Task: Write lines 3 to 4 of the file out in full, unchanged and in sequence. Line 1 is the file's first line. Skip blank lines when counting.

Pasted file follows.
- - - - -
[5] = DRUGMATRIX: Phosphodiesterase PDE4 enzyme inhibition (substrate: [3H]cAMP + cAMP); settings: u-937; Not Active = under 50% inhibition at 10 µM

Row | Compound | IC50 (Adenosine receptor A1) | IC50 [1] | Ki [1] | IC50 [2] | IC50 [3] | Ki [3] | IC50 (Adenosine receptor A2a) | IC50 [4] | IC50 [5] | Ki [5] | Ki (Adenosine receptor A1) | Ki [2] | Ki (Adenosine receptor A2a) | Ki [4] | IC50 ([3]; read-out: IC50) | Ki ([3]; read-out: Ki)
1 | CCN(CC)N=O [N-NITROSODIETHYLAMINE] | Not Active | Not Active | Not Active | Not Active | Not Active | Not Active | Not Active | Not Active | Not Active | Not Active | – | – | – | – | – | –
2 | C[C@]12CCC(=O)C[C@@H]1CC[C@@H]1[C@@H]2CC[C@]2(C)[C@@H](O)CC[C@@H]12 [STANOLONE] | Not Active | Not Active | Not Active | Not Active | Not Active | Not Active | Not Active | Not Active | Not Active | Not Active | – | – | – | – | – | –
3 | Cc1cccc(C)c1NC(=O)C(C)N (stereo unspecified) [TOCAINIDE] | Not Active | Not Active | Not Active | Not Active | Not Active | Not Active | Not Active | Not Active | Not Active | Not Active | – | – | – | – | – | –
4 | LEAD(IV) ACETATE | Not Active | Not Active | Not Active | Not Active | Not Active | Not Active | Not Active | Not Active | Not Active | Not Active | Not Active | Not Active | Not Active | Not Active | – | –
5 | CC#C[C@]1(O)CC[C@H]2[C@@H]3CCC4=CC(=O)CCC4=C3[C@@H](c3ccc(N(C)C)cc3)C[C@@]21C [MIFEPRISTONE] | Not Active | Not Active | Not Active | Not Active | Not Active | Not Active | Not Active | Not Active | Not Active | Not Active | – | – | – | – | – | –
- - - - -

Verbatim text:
1 | CCN(CC)N=O [N-NITROSODIETHYLAMINE] | Not Active | Not Active | Not Active | Not Active | Not Active | Not Active | Not Active | Not Active | Not Active | Not Active | – | – | – | – | – | –
2 | C[C@]12CCC(=O)C[C@@H]1CC[C@@H]1[C@@H]2CC[C@]2(C)[C@@H](O)CC[C@@H]12 [STANOLONE] | Not Active | Not Active | Not Active | Not Active | Not Active | Not Active | Not Active | Not Active | Not Active | Not Active | – | – | – | – | – | –